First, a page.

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after 20 years in new york city (not manhattan) with a rental, putting 20% down when i bought the property after subtracting out all expenses and backing out that bogus depreciation number the property was negative about 100 a month or so. every rent increase was met with higher taxes and expenses. finally sold it for double what we paid but after subtracting out the 100 a month which by the way was a positive number with the depreciation figured in but once we paid the recapure back on it when sold the return wasnt worth the grief.

keep in mind i had quite a few tenants in 20 years,. all were good until one wasnt. that 1 expierience makes me never want to go thru that again.
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Old 05-28-2008, 07:29 AM   #57
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Tryan, you left your long term appreciation $$'s out of your figgering!
When the average owner owns for 7 years, calculating future appreciation is pure fantasy. I've seen 12 year stretches were $$ was LOST and 12 year stretches were values TRIPLED.

The people who bought at the last peak (2005/2006) will not be happy 7 or even 10 years away. Don't need any spreadsheets to prove this one.
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Old 05-28-2008, 09:38 AM   #58
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When the average owner owns for 7 years, calculating future appreciation is pure fantasy. I've seen 12 year stretches were $$ was LOST and 12 year stretches were values TRIPLED.

The people who bought at the last peak (2005/2006) will not be happy 7 or even 10 years away. Don't need any spreadsheets to prove this one.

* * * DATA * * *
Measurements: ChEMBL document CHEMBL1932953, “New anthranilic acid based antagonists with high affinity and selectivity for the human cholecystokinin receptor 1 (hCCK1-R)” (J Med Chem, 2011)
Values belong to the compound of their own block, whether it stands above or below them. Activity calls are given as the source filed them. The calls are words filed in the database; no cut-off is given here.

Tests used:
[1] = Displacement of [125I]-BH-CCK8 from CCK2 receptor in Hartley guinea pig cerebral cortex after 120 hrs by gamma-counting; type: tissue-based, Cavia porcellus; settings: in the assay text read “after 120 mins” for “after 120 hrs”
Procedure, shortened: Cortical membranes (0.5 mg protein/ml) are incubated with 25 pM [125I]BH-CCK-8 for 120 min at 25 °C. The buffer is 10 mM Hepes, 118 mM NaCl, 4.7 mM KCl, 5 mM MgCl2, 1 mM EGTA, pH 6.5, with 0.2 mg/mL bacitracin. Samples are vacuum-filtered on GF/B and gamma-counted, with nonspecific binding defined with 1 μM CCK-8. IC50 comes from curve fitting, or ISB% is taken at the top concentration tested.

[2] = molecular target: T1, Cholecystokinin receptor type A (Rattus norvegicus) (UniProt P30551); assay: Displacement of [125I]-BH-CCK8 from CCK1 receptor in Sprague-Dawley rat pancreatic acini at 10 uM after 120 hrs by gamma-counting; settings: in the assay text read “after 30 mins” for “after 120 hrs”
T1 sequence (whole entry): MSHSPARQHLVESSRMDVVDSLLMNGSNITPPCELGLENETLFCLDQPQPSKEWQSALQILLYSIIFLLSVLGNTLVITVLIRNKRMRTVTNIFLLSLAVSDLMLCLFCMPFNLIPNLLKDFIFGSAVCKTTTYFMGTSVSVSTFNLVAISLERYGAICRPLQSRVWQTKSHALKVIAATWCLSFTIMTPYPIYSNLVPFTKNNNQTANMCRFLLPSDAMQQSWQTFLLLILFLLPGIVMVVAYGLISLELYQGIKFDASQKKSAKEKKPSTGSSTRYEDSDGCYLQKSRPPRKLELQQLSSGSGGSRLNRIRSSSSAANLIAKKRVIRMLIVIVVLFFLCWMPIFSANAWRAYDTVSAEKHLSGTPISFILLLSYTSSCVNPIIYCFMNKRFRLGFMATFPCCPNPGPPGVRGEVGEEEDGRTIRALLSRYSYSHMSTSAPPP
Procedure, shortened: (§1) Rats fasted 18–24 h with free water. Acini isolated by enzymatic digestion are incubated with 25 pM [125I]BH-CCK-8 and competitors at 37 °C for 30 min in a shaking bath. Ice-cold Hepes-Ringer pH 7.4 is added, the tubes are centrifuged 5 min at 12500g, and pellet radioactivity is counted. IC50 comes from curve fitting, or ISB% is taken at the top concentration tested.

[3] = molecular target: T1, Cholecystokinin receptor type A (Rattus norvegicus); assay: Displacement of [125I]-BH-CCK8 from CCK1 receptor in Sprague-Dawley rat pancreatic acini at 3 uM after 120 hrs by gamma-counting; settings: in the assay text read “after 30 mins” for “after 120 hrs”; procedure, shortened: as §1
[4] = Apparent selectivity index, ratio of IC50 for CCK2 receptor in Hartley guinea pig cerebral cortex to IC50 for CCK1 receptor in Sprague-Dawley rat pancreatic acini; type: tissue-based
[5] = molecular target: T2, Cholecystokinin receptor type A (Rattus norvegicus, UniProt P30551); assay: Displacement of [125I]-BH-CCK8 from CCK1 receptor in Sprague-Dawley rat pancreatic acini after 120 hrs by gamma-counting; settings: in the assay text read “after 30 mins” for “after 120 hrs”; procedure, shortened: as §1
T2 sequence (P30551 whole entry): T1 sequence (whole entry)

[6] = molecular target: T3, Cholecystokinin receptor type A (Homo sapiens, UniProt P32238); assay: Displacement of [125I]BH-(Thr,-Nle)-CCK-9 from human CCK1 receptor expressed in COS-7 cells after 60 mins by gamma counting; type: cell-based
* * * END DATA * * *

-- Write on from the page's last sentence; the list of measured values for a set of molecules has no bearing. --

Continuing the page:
Tryan Am I on your ignore list or do you not read other peoples posts? The sales I referenced were in 2006 and I would like to think they were OK maybe even a little happy when they got their 27-29% gain in 12-18 months. But I'm thinking you'd find a way to be glum about an extra $350,000-$550,000. I also think you're confusing owner-occupied properties that turn on average about 7 years. If you have other evidence for investment properties I'd like to see it. If you are in a market that depreciates for twelve years and then triples in twelve years then it would not be prudent to invest unless you were in for at least 24 years. Why do you pick bad markets and then complain when they perform like they historically have? Did you think YOU were the part of the equasion that was missing?

Anyway the OP is talking about the Bay Area which has experienced double digit appreciation for at least the last 22 years so I don't believe you trying to convince her to use your Boston market techniques here will do her any good when they didn't do you any good. Spread the pain?

Also, how is it that you can predict the market everywhere for the next 7-10 years but weren't able to predict 12 years of down market in your own home town? I would reread Hellbenders first post.


And get a mirror.


Originally Posted by Kougar2
We bought 1550 sq ft house in SF east bay in 1997 for $215,000. We sold out in Dec 2006 for $660,000.
WOW 9 years of over 13% annual appreciation. FANTASY
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Old 05-28-2008, 12:35 PM   #59
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Want2wander
Here's your answer, 999 Green Street in San Francisco (2 bedroom condo) Sold 2/2007 for $1,500,000 and resold one year later, 2/2008 for $1,900,000. A 27% increase in one year!! $300,000 down and walk away one year later with $700,000. Genius.

I forgot I promised Wab at least two comps.
188 Minna Street 30F Sold 6/2006 $1,925,000 (2 bedroom condo) Resold 12/2007 for $2,480,000. A 29% increase in 18 months!

"especially now that the bull market in real estate is over" Perhaps spoken a little prematurely.

If ever there was a premium property, 999 Green is it. Whoever buys has George Schultz and Charlotte (S. F. society) for neighbors. 188 Minna, not bad. Location Location Location.
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Old 05-28-2008, 01:36 PM   #60
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Thanks. I use that also. Did you also use Fundsnet Insight and if you did, What did you do when he closed it down. Sorry to post it on this thread. I should have P.M.d you.